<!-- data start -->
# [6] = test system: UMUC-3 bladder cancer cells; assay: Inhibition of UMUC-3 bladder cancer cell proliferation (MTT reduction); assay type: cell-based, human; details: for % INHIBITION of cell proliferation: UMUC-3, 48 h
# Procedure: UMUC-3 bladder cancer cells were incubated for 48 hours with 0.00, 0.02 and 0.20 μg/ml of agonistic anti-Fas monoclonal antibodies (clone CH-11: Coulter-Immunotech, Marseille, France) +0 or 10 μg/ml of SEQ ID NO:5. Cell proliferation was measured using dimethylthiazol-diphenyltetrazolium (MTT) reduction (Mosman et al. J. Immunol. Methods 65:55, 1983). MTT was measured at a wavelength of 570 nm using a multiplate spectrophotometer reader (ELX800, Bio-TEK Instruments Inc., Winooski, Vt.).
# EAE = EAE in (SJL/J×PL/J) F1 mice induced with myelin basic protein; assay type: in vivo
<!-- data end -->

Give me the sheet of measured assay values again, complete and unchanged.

# [6] = test system: UMUC-3 bladder cancer cells; assay: Inhibition of UMUC-3 bladder cancer cell proliferation (MTT reduction); assay type: cell-based, human; details: for % INHIBITION of cell proliferation: UMUC-3, 48 h
# Procedure: UMUC-3 bladder cancer cells were incubated for 48 hours with 0.00, 0.02 and 0.20 μg/ml of agonistic anti-Fas monoclonal antibodies (clone CH-11: Coulter-Immunotech, Marseille, France) +0 or 10 μg/ml of SEQ ID NO:5. Cell proliferation was measured using dimethylthiazol-diphenyltetrazolium (MTT) reduction (Mosman et al. J. Immunol. Methods 65:55, 1983). MTT was measured at a wavelength of 570 nm using a multiplate spectrophotometer reader (ELX800, Bio-TEK Instruments Inc., Winooski, Vt.).
# EAE = EAE in (SJL/J×PL/J) F1 mice induced with myelin basic protein; assay type: in vivo